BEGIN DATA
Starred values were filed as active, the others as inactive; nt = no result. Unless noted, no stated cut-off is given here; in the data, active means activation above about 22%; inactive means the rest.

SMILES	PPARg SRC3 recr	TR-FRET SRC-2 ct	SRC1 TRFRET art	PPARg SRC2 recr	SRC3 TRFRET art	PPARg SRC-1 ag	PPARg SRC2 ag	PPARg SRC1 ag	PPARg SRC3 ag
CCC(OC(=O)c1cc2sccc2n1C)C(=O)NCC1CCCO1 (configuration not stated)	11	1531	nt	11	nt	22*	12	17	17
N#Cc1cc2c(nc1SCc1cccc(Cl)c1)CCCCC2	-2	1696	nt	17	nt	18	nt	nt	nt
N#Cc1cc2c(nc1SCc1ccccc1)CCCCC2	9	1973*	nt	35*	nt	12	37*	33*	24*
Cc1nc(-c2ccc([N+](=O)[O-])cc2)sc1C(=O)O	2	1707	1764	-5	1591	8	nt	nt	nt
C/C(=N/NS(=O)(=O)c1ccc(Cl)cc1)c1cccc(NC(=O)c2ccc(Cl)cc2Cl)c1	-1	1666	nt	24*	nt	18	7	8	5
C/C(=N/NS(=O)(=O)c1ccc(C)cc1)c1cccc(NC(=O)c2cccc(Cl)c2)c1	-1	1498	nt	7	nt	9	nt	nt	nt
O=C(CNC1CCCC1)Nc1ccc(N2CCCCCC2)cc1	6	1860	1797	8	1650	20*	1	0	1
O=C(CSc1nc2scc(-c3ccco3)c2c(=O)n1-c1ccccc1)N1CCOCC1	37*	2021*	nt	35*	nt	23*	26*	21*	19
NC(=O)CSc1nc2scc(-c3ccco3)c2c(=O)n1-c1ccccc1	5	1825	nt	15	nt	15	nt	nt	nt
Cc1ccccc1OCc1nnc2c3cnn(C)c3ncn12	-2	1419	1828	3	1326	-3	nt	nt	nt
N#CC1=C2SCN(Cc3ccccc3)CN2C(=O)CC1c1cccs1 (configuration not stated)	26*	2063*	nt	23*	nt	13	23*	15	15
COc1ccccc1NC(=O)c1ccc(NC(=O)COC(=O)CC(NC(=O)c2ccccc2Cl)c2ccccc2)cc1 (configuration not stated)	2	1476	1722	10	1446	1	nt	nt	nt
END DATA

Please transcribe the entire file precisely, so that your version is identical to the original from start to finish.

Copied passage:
Starred values were filed as active, the others as inactive; nt = no result. Unless noted, no stated cut-off is given here; in the data, active means activation above about 22%; inactive means the rest.

SMILES	PPARg SRC3 recr	TR-FRET SRC-2 ct	SRC1 TRFRET art	PPARg SRC2 recr	SRC3 TRFRET art	PPARg SRC-1 ag	PPARg SRC2 ag	PPARg SRC1 ag	PPARg SRC3 ag
CCC(OC(=O)c1cc2sccc2n1C)C(=O)NCC1CCCO1 (configuration not stated)	11	1531	nt	11	nt	22*	12	17	17
N#Cc1cc2c(nc1SCc1cccc(Cl)c1)CCCCC2	-2	1696	nt	17	nt	18	nt	nt	nt
N#Cc1cc2c(nc1SCc1ccccc1)CCCCC2	9	1973*	nt	35*	nt	12	37*	33*	24*
Cc1nc(-c2ccc([N+](=O)[O-])cc2)sc1C(=O)O	2	1707	1764	-5	1591	8	nt	nt	nt
C/C(=N/NS(=O)(=O)c1ccc(Cl)cc1)c1cccc(NC(=O)c2ccc(Cl)cc2Cl)c1	-1	1666	nt	24*	nt	18	7	8	5
C/C(=N/NS(=O)(=O)c1ccc(C)cc1)c1cccc(NC(=O)c2cccc(Cl)c2)c1	-1	1498	nt	7	nt	9	nt	nt	nt
O=C(CNC1CCCC1)Nc1ccc(N2CCCCCC2)cc1	6	1860	1797	8	1650	20*	1	0	1
O=C(CSc1nc2scc(-c3ccco3)c2c(=O)n1-c1ccccc1)N1CCOCC1	37*	2021*	nt	35*	nt	23*	26*	21*	19
NC(=O)CSc1nc2scc(-c3ccco3)c2c(=O)n1-c1ccccc1	5	1825	nt	15	nt	15	nt	nt	nt
Cc1ccccc1OCc1nnc2c3cnn(C)c3ncn12	-2	1419	1828	3	1326	-3	nt	nt	nt
N#CC1=C2SCN(Cc3ccccc3)CN2C(=O)CC1c1cccs1 (configuration not stated)	26*	2063*	nt	23*	nt	13	23*	15	15
COc1ccccc1NC(=O)c1ccc(NC(=O)COC(=O)CC(NC(=O)c2ccccc2Cl)c2ccccc2)cc1 (configuration not stated)	2	1476	1722	10	1446	1	nt	nt	nt